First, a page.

An ambition fulfilled

Having grown up here on the south coast of England and then having spent the rest of my life elsewhere on the coast (Liverpool, St. Jean-de-Luz) bar 4 years (in Paris), I have always felt a natural affinity for water, the sea, etc. and love the freshness of a cool coastal breeze.

However, until last Saturday I had never had the opportunity to go out on a sail-powered vessel of any kind. My most memorable sea-going experiences had been in the small fishing boat that covers the 20 min. crossing from Tenby (S. Wales) to Caldey Island and its Cistercian monastery (see photo in previous article), being tossed every which way, covered in sea spray and loving every minute of it. And the fact that I adore rollercoasters (the more extreme the better - Oblivion at Alton Towers? Piece of cake!) has always made me think that I would be able to cope with the wave and wind-induced movements in a yacht. I'd simply been waiting for a kind benefactor to come along and offer me the chance to go out on the water in his or her vessel.

Well, that kind benefactor has materialised in the form of the elder brother of a good friend of mine in Liverpool. This friend, Adrian, is a parent of pupils in our Liverpool school, fitness fanatic and ex-rugby union player in his mid 60s who for the past 3 years regularly took me to the gym he shares with fellow Liverpudlian business men to help me get fit for 2 multi-day long-distance sponsored cycles and most recently my first triathlon last June. His elder brother, Joe, lives 90 min. drive from Southampton in the small town of Fleet and has a yacht in Gosport harbour (opposite Portsmouth). Adrian said Joe would be delighted to have me help crew his 32-foot yacht when he goes out in it.

So 10 days ago I phoned Joe up. He said that he could do with a 3rd pair of hands for an outing last Saturday - in actual fact a competitive race run by his sailing club. 12 yachts to race around a 2h30 min. course in the Solent. I was very excited by the idea and accepted immediately.

Gosport Marina where Joe's yacht, Slam, is moored.

That Saturday morning I drove to Gosport and met Joe and the other crew member Clive (himself an experienced sailor who had recently had a hip op). They gave me a brief initiation into the basics of setting up the sails before we left, then it was out onto the water. I was to be the winch operator (or "the muscle" if you like - don't laugh) for the gib sail (a "genoa"). I felt nervous and a rather out of my depth (excuse the pun), but Joe and Clive made me feel very welcome and did their best to pass on as much knowledge and understanding as possible in the course of our time on the water. Once we got under way in the race proper, having circled around with the other 11 yachts jostling for position behind the start line for about 15 min., I began to understand the exhilaration felt by competitive sailors (I was at that point hanging out over the starboard side of the boat stretching the gib sail out with my right arm to keep us edging towards the start line). It helped that the weather was glorious with clear blue skies and that there was decent wind. Perfect conditions.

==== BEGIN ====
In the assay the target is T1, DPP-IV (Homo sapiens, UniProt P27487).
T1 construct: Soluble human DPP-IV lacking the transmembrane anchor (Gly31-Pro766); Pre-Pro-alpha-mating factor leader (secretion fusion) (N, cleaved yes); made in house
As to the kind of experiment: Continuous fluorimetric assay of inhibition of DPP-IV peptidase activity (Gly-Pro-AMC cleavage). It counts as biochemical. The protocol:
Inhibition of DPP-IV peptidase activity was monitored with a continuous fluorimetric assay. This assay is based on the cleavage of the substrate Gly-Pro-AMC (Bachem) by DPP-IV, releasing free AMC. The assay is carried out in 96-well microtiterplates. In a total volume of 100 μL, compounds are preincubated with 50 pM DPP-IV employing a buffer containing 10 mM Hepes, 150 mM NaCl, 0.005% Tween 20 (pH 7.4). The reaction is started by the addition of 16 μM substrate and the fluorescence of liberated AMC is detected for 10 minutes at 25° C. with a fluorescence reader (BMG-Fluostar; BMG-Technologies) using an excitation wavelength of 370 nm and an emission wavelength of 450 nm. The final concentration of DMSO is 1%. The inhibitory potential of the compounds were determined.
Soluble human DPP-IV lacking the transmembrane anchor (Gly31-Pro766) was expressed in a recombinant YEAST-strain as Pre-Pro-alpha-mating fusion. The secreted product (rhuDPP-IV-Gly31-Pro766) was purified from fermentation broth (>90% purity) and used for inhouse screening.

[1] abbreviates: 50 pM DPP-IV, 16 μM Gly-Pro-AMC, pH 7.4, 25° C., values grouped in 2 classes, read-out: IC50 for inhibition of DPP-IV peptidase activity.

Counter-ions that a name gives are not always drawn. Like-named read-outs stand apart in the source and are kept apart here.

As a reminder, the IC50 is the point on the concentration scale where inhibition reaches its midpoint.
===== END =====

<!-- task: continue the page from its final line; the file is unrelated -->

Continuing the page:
The Spinnaker observation tower in Portsmouth harbour as we sailed out into the Solent.


"Captain" Joe


Racing along with other yachts in our wake.


Joe + Clive eyeing up the opposition as we approach one of the buoys that acted as navigation waypoints during the race.

The final leg back towards Portsmouth harbour.


My intuition relating to rollercoasters seems to be a good one... I do apparently have good sea legs, although I think I will need to test myself in rougher seas to really be sure.


Once we'd crossed the finish line (finishing 4th out of 12 on race time, 5th on handicap - Joe had done very well in his previous race) Joe very kindly let me tiller (steer) the yacht back out into the Solent for a while before then guiding it part of the way in towards Gosport.

Once we were back moored to the pontoon in the harbour the sails needed tying up and there was a checklist of routines to follow, after which we headed for the clubhouse where we and the other participants held a BBQ during which the results were read out.

All in all, a wonderfully enjoyable day. From my point of view, at least I seemed to be more of a help than a hindrance to Joe and Clive. If I get the call from them to crew for another outing (which they suggested I may well do) I would jump at the chance!
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